Chances are you or someone you know has picked up an injury at some point in the running journey. New research by Jungmalm et al (2021) suggests that up to 50% of recreational runners will sustain an injury at some point in their training. Some researchers suggest that it’s actually higher than this.
Now this may sound bleak but just because injuries are prevalent in the running community, does not mean they are an inevitability. The key to reducing your chance of injury is understanding the root cause. Although running injuries are multifactorial, this article will talk about the main reason behind most running related injuries.
Tom Goom, a internationally-respected physiotherapist and running specialist, who closely follows the latest running research, suggests that 60-70% of running injuries are due to TRAINING LOAD ERRORS with some papers citing up to 80%. Basically, athletes increase their total training load (volume, frequency or intensity) too quickly, which, combined with insufficient recovery and the addition of other life stresses, can overload the capacity of our tissues. When this happens, BOOM, an injury pops up. The infographic below from Tom Goom displays this well.
I’m sure we can all relate to this. We start to feel our fitness improving rapidly or a niggle start to come on and instead of pulling back we double down and try to push through, almost inevitably developing a full blown injury. Usually, loading a tissue is healthy and promotes positive adaptations, however if we don’t allow time for that tissue to recover between stresses, it can quickly become overloaded and injured. Other factors which increase a tissues likelihood of overload include a high BMI, prior injury, insufficient strength, flexibility and running gait/biomechanical factors.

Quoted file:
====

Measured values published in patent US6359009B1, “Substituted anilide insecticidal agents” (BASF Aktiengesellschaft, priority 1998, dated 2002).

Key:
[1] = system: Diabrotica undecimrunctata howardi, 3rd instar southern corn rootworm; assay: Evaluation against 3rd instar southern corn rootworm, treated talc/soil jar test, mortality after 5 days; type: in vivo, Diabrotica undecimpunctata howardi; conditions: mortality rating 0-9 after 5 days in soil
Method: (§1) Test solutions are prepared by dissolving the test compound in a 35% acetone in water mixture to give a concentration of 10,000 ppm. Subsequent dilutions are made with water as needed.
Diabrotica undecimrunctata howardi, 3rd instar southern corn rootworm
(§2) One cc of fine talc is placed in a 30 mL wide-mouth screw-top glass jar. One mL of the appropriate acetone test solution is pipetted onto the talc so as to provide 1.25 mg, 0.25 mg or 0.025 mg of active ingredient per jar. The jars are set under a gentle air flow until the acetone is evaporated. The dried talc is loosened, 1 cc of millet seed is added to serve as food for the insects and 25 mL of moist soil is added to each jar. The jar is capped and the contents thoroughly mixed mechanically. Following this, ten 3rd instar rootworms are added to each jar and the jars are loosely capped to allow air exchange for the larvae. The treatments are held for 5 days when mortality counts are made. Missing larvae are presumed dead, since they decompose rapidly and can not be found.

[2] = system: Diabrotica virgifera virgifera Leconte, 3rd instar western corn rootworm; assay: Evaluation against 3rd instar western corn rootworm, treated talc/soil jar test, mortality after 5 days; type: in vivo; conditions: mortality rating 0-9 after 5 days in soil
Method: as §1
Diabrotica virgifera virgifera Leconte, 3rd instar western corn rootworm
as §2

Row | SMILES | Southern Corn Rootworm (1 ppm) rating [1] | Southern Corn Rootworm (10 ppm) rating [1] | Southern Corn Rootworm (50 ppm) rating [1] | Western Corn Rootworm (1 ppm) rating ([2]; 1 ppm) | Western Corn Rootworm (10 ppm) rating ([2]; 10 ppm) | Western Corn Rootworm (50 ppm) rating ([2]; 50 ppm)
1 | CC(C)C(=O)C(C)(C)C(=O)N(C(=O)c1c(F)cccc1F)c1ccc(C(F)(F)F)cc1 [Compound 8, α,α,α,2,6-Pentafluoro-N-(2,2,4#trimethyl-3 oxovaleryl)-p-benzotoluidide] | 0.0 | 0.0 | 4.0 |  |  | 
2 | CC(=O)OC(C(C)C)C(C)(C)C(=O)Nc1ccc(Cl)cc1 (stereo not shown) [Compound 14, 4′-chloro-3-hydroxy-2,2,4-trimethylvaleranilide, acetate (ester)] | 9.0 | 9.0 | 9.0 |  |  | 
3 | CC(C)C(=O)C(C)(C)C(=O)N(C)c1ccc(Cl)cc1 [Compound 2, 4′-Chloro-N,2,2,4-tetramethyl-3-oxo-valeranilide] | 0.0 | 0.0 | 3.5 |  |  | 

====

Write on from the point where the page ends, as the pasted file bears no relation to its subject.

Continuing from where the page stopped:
Therefore, in order to reduce this overload, we should gradually increase our training load week by week and include sufficient recovery (both weekly and over a mesocycle). Remember, our cardiovascular system improves quickly but our musculoskeletal system takes a lot longer to adapt. Getting sufficient sleep, managing stress and eating a well-rounded diet can also help with recovery. This infographic from Tom Goom also outlines this very well.
Our bodies capacity to handle load can also be increased through strength training (chiefly heavy resistance), adjustments to running gait, improved flexibility and other biomechanical factors. Following a well-structured and personalised training plan, combined with listening to your body, will reduce your likelihood of being laid up for weeks (or months!) with an avoidable running injury.
Conclusion: Although there are many factors which contribute to an athlete becoming injured, current evidence suggests that the overwhelming reason is training load errors. You can avoid this by building up slowly, allowing time to recover from training, listening to what your body is telling you, following an individualised training plan and engaging in some kind of strength training programme. Also please try to eat sufficiently, get plenty of sleep and manage life stress as best you can. Our bodies are marvels of biology but we need to respect them. Any questions, drop us a DM or swing by the store. 🙂
Goom, T (2015): ‘Balancing Training Load and Tissue Capacity’. https://www.running-physio.com/capacity
Goom, T (2014): ‘What Causes Running Injuries’. https://www.running-physio.com/what-causes-running-injuries
Jungmalm, J (2021): ‘Running-related injuries among recreational runners’. GUPEA